Blogger Peter Burnet said...

I'm very sorry, but I think I now have a new-found respect for Brit's protests about people not believing what they say they believe. I can certainly understand the fervent anti-marxist who believe it is important to read Das Kapital to understand the enemy, but to say "Marxism. I quite simply identify it with barbarism and backwardness and human stupidity" and then go on the talk about the book as a work of astounding beauty seminal to Western art and thought, a keystone of the educated mind and something the speaker is making sure his three young kids are familar with without telling them what he really thinks is just too much to swallow.

Orrin has been predicting his conversion for several years now and gets shouted down regularly by those like Paul Cella who shove Hitchens' anti-religious screeds in his face. I confess to having succumbed to wetness on this one, but after this article my faith in that famous Juddian prescience has been reborn.

June 03, 2006 4:07 PM  
Blogger Harry Eagar said...

Some nice stories and thumping prose in there, and uproariously funny if you fancy stupidity. I know it well, too.

Just because someone (or someones) have great technical skill, does not make them capable of admirable thought.

Cf Caran d'Ache.


In any society where the people want to burn down the churches, the priests, if they have any moral sense, will close them.

June 03, 2006 6:45 PM  
Blogger Hey Skipper said...


I think you missed Mr. Hitchen's point.

When he says You are not educated if you don't know the Bible. You can't read Shakespeare or Milton without it ... that's what I hate about secular relativism. [The schools] don't even teach it as a document.

No matter what one thinks of religion, or the existence of God, he states an inescapable fact: there is a great deal of Western culture that appears rootless in the Bible's absence.

That being so, schools should teach the Bible.

Not devotionally, but analytically. Just like we should do with the Quran. It would be revelatory experience for high school students, although perhaps not in the way some hope.

Slate is running a series called "Blogging the Bible." It is very much like Cliff Notes, only much better written.

Regarding Orrin, three years ago, he predicted Mr. Hitchen's conversion within the next three years.

I think we can safely say he honked that one.

I will buy you, and Orrin, dinner and drinks at the restaurant of your choice should Mr. Hitchens become an adherent of any organized religion by June 3, 2009.

June 03, 2006 7:50 PM  
Blogger Peter Burnet said...

I'm tempted, Skipper, but his vanity is so monstrous that it does seem far away and he may not have too much time with all the booze and smokes he consumes.

He's a strange one, all right. We've all soared on his prose about Iraq and the US, but I've noted before how he bandies around the word "moral" to great rhetorical effect without ever talking about the source of his morality beyond "it's not nice to slaughter people." He is positively dreamy about the Kurds without ever really telling us why. Some day he is going to have to square his leftist rote love of any oppressed minority that pops up with a slogan and a few freedom fighters with his new-found hope that the big, lumbering old USA will forever roam the world to keep tyrants in check. Those oppressed minorities can bite back pretty hard when somebody gives them breathing space, as anyone tracking East Timor these days can see.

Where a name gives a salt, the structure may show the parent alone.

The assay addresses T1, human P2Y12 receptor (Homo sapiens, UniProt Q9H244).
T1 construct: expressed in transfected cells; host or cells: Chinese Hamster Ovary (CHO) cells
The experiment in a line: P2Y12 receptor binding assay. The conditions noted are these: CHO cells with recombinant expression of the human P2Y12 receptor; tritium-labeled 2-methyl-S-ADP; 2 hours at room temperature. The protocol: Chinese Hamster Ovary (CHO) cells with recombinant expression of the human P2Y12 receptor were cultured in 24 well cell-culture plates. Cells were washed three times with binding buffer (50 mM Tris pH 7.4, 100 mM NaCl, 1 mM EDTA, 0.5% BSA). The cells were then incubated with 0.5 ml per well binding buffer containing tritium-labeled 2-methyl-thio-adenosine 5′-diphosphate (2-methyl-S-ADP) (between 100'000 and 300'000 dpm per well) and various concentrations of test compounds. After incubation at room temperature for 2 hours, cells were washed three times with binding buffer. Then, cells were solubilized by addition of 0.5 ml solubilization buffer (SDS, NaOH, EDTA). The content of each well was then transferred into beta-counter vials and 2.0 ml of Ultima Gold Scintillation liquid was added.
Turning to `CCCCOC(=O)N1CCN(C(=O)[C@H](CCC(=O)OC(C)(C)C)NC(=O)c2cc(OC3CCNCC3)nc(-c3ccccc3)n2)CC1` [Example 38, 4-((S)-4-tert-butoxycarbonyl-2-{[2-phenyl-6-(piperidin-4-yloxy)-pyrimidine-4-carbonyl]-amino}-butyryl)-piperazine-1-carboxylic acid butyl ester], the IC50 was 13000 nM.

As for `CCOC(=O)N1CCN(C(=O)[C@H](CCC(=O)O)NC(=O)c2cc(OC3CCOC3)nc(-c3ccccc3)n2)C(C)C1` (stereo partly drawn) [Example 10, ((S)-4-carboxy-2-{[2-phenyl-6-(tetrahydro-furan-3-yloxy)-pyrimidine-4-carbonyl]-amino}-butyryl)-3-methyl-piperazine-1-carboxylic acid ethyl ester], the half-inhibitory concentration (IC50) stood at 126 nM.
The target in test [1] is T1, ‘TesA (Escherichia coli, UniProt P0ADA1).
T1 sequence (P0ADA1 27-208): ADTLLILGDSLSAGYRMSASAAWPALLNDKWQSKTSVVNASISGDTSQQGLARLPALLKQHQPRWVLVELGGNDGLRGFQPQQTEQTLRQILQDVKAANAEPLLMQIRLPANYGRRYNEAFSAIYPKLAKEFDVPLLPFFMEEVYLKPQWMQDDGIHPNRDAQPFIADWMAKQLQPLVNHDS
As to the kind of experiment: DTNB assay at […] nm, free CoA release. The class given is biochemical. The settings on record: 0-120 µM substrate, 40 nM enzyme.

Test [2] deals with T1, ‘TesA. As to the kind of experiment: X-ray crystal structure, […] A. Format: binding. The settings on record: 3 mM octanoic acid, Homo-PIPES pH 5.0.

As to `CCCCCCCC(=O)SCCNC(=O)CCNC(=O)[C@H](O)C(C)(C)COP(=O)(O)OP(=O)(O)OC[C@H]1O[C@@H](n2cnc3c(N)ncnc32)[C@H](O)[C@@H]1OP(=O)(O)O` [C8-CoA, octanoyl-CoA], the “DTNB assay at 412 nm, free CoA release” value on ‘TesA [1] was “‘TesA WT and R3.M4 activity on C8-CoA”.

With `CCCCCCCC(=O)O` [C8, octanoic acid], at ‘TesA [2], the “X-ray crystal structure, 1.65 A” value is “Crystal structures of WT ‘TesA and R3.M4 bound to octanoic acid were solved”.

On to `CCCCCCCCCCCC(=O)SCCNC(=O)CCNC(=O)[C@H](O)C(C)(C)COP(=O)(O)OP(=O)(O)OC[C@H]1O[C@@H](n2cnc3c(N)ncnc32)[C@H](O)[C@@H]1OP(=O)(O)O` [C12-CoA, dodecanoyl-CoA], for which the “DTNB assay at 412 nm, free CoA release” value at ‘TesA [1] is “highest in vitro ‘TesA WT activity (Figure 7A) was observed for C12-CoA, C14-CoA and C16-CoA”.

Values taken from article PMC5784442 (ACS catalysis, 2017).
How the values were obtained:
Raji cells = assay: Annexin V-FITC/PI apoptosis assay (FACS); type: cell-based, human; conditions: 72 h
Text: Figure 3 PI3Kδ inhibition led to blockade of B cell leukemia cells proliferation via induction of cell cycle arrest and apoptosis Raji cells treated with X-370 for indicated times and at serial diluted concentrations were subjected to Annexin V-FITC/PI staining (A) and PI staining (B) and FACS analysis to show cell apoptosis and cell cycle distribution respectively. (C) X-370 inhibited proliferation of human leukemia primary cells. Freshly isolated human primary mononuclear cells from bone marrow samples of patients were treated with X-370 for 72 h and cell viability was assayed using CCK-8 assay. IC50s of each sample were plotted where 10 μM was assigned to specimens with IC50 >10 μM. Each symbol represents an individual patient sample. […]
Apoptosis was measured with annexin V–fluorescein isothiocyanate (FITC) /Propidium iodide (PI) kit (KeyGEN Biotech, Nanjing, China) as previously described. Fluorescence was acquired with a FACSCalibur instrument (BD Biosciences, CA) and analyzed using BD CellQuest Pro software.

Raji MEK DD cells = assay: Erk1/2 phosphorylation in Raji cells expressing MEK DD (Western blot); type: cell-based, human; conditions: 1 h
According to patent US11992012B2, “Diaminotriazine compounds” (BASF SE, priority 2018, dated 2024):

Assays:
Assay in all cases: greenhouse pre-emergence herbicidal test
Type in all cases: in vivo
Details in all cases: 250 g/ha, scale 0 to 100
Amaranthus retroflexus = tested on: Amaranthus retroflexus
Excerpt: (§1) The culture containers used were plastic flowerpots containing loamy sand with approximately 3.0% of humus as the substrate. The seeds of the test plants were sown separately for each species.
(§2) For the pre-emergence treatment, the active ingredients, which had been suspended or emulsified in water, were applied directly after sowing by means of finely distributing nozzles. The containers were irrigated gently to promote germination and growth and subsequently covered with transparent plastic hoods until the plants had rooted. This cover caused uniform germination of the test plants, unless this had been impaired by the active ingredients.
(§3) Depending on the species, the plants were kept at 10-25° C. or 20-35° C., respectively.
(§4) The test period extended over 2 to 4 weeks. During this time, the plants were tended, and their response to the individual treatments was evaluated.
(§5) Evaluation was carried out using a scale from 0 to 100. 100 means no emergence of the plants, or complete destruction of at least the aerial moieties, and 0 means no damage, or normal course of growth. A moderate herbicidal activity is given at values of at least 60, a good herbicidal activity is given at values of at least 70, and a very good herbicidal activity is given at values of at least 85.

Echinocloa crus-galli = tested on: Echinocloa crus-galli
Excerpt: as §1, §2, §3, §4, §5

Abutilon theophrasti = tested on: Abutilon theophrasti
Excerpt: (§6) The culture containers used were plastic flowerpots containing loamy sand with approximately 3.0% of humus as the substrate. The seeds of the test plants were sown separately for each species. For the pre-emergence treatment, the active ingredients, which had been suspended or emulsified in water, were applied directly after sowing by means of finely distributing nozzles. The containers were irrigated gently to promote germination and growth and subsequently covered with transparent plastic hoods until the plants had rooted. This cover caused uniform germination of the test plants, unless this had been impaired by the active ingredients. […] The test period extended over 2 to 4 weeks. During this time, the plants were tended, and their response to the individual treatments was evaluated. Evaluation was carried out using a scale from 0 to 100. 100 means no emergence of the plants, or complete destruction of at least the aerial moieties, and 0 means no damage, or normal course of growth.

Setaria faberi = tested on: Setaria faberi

Ah well, so religion is the source of all manner of needless horrors, but it did paint pretty pictures and we can't imagine living without churches? You Duckians are just too subtle for this poor country boy.

June 04, 2006 2:56 AM  
Blogger Duck said...

To what extent can you ascribe the art of the Renaissance to Christianity? Most of that art had a religious theme precisely because the Church was the major patron for artists. The other class of patrons, mainly rich nobles or maerchants, primarily wanted glorified portraits. But those artist s were mainly trying to revive the artistic glories of the pagan classical age, were they not?

June 04, 2006 8:40 AM  
Blogger Duck said...

Yes, Hitchens is a bundle of contradictions. I find his passionate denunciation of Mother Theresa a bit disturbing. But Orrin's cluelessness on his conversion is all too apparent. Hitchens conversion is already evident. He is an Americanist. As I mentioned in an earlier post, Americanism is a religion all its own. Orrin, seeing that I share American values, insists on saying that I am not an athiest and will eventually acknowledge my latent theism. He is delusional, of course.

June 04, 2006 8:47 AM  
Blogger Harry Eagar said...

I dunno much about Hitchens, but there is a principle behind supporting Kurdish independence. I don't know why he does, but I know why I do.

Because we Americans are supposed to believe in self-determination of the peoples. Of course,we never really did when put to the test, but since we had no foreign policy to speak of until 1919, we could make the Fourth of July speeches without any more serious charge against us than indifference.

Wilson changed all that. The story of America in the 20th century was one of power politics (with rare exceptions like Roosevelt's evacuation of the Caribbean).

True, when you allow people to govern themselves, they likely will do it differently than you would have done it for them; even antagonistically.

That's one of the problems with having principles. They are not cost-free.

June 04, 2006 10:31 AM  
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December 31, 2006 9:22 PM